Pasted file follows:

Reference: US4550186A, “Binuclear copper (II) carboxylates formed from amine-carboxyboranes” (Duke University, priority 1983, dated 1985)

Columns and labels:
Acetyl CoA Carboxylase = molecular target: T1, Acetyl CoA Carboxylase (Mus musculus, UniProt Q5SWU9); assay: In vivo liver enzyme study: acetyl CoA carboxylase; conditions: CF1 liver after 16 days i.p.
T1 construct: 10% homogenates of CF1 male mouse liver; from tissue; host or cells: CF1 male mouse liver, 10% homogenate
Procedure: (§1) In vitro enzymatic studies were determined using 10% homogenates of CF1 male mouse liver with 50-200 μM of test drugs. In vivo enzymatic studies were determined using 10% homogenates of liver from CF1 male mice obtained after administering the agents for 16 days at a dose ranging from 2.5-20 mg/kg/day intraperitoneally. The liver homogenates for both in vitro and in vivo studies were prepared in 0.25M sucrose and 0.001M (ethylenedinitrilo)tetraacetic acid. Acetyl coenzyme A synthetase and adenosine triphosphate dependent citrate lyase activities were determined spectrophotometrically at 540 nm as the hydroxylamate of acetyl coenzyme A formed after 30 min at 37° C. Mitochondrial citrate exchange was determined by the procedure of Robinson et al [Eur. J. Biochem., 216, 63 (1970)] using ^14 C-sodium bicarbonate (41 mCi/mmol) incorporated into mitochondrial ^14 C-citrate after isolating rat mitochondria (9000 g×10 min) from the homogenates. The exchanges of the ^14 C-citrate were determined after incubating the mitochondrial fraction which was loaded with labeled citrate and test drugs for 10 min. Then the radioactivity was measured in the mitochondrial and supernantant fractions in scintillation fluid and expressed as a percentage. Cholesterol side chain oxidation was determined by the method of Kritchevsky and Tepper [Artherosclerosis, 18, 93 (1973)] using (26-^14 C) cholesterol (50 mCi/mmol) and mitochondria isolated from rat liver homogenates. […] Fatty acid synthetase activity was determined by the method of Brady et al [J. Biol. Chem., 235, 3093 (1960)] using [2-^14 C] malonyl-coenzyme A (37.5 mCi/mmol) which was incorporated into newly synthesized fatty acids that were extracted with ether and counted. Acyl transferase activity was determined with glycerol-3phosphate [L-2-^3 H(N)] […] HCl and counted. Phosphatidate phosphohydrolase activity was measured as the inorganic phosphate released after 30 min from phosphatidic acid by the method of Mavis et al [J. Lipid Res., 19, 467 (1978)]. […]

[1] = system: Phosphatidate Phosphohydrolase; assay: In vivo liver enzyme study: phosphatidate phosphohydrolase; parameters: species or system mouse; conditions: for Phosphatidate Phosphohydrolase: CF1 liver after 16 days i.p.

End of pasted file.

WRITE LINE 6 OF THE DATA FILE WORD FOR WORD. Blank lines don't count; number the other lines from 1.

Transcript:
[1] = system: Phosphatidate Phosphohydrolase; assay: In vivo liver enzyme study: phosphatidate phosphohydrolase; parameters: species or system mouse; conditions: for Phosphatidate Phosphohydrolase: CF1 liver after 16 days i.p.